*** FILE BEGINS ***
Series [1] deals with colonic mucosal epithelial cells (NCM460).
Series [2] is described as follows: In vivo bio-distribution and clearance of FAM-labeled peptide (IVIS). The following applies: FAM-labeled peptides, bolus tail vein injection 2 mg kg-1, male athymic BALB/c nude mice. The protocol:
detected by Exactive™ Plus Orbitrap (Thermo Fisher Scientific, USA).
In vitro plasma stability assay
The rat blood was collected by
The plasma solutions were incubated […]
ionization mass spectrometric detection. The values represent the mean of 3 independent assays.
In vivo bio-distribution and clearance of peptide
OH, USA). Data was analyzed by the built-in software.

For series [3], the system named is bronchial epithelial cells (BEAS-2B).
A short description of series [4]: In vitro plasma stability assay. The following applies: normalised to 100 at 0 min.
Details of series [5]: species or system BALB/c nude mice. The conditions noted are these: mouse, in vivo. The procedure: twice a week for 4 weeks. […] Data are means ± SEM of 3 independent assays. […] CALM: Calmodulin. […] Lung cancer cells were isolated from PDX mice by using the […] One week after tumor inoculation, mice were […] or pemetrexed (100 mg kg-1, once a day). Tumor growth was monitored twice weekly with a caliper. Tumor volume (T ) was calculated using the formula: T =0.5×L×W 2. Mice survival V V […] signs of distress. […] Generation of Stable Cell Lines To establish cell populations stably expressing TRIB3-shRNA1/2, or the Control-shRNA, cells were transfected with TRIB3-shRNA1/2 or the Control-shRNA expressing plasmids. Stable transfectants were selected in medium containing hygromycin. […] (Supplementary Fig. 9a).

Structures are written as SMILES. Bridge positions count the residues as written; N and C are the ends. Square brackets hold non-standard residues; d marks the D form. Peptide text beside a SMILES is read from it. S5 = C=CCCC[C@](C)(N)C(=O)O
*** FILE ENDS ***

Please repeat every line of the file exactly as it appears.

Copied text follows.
Series [1] deals with colonic mucosal epithelial cells (NCM460).
Series [2] is described as follows: In vivo bio-distribution and clearance of FAM-labeled peptide (IVIS). The following applies: FAM-labeled peptides, bolus tail vein injection 2 mg kg-1, male athymic BALB/c nude mice. The protocol:
detected by Exactive™ Plus Orbitrap (Thermo Fisher Scientific, USA).
In vitro plasma stability assay
The rat blood was collected by
The plasma solutions were incubated […]
ionization mass spectrometric detection. The values represent the mean of 3 independent assays.
In vivo bio-distribution and clearance of peptide
OH, USA). Data was analyzed by the built-in software.

For series [3], the system named is bronchial epithelial cells (BEAS-2B).
A short description of series [4]: In vitro plasma stability assay. The following applies: normalised to 100 at 0 min.
Details of series [5]: species or system BALB/c nude mice. The conditions noted are these: mouse, in vivo. The procedure: twice a week for 4 weeks. […] Data are means ± SEM of 3 independent assays. […] CALM: Calmodulin. […] Lung cancer cells were isolated from PDX mice by using the […] One week after tumor inoculation, mice were […] or pemetrexed (100 mg kg-1, once a day). Tumor growth was monitored twice weekly with a caliper. Tumor volume (T ) was calculated using the formula: T =0.5×L×W 2. Mice survival V V […] signs of distress. […] Generation of Stable Cell Lines To establish cell populations stably expressing TRIB3-shRNA1/2, or the Control-shRNA, cells were transfected with TRIB3-shRNA1/2 or the Control-shRNA expressing plasmids. Stable transfectants were selected in medium containing hygromycin. […] (Supplementary Fig. 9a).

Structures are written as SMILES. Bridge positions count the residues as written; N and C are the ends. Square brackets hold non-standard residues; d marks the D form. Peptide text beside a SMILES is read from it. S5 = C=CCCC[C@](C)(N)C(=O)O